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Dysthymia: Chronic Depression

Dysthymia (or dysthymic disorder) is considered a less severe but longer-lasting form of depression. Dysthymia usually begins at an earlier age than major depression with a more persistent impairment of daily function. This diagnosis is made when a moderately depressed mood persists for at least two years in adults (one year in children or adolescents) and is accompanied by at least two other depressive symptoms:

  • Poor appetite or overeating
  • Insomnia or hypersomnia
  • Low energy or fatigue
  • Low self-esteem
  • Poor concentration or difficulty making decisions
  • Feelings of hopelessness

Many people with dysthymic disorder also experience major depressive episodes. If they have both dysthymia and major depression, they are said to suffer from “double depression.”

People with dysthymia usually can still function but at a greatly reduced efficiency. Some people can hold down jobs and can be in relationships with this type of depression, but their ability to excel or make a positive impact in any area of their lives is greatly diminished. Dealing with a lack of energy or motivation over a long period of time often results in poor self-esteem and an expectation of failure. This type of thinking can reinforce a vicious self-reinforcing cycle —the individual expects nothing to change, and so nothing ever does.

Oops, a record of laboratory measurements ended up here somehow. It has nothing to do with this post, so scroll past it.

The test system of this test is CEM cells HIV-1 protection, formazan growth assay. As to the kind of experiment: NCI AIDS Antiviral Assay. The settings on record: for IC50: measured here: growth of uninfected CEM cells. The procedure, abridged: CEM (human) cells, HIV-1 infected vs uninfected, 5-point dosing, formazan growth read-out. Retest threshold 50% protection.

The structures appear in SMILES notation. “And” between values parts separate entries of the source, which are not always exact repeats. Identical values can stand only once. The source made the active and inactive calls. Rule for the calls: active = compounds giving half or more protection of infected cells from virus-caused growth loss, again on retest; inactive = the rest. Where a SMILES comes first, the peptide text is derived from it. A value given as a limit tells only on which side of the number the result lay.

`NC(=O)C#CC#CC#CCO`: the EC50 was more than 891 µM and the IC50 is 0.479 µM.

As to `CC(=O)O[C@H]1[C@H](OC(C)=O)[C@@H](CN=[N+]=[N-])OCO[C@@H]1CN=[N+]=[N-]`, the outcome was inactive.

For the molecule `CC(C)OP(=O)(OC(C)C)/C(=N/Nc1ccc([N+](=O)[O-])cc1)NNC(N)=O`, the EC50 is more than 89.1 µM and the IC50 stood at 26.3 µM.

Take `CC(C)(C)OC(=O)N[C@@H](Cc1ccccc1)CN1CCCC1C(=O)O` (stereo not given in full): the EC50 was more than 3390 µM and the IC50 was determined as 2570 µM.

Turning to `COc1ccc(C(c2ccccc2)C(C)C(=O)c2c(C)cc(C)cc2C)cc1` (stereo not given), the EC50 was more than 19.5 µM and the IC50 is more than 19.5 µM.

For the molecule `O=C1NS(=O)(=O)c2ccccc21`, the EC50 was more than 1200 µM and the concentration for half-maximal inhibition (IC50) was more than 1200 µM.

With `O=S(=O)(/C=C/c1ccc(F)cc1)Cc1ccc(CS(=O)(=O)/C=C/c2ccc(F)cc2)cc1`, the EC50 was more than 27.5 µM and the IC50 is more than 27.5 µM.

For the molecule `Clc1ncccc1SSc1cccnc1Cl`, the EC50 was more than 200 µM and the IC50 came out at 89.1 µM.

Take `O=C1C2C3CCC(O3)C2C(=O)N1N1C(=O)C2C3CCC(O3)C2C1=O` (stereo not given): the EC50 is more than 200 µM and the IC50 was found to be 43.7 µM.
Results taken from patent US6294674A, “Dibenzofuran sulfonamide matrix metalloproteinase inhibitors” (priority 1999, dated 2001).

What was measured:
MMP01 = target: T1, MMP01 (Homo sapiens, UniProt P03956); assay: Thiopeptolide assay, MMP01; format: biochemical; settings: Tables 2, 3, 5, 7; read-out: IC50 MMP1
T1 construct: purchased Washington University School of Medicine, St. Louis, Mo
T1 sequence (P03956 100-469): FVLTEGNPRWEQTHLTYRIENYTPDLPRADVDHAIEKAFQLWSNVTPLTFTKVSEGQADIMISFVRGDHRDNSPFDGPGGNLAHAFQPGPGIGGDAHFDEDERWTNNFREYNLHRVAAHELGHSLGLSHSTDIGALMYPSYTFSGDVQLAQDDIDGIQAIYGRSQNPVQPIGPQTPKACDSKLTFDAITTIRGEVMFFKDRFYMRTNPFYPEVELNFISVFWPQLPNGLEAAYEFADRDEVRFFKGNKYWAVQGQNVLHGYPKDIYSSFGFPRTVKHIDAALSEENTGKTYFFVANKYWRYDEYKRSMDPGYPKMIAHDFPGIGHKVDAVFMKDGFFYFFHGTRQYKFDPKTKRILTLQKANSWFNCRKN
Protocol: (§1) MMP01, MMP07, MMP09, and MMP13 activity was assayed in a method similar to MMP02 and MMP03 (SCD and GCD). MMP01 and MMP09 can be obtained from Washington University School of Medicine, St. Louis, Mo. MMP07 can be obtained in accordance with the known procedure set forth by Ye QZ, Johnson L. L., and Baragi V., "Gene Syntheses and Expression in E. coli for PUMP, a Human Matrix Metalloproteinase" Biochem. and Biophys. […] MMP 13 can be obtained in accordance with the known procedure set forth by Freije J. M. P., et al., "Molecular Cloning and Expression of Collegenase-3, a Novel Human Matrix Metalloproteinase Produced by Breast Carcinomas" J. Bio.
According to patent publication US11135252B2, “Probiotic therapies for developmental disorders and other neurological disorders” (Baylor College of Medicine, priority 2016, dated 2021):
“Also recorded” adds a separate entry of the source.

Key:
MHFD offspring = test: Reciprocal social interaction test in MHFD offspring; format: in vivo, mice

Both antidepressant medication and psychotherapy are effective in treating dysthymia. Medications usually are used to try to help lift the person’s energy levels, while psychotherapy helps to find ways the individual can better cope with and improve his or her life. Psychotherapy can be challenging, however, as the individual often is not motivated to make changes. Enlisting the person’s support system, such as family or friends, can be beneficial in treatment.

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Dysthymia: Chronic Depression

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APA Reference
Psych Central. (2018). Dysthymia: Chronic Depression. Psych Central. Retrieved on May 23, 2019, from
Scientifically Reviewed
Last updated: 8 Oct 2018
Last reviewed: By a member of our scientific advisory board on 8 Oct 2018
Published on Psych All rights reserved.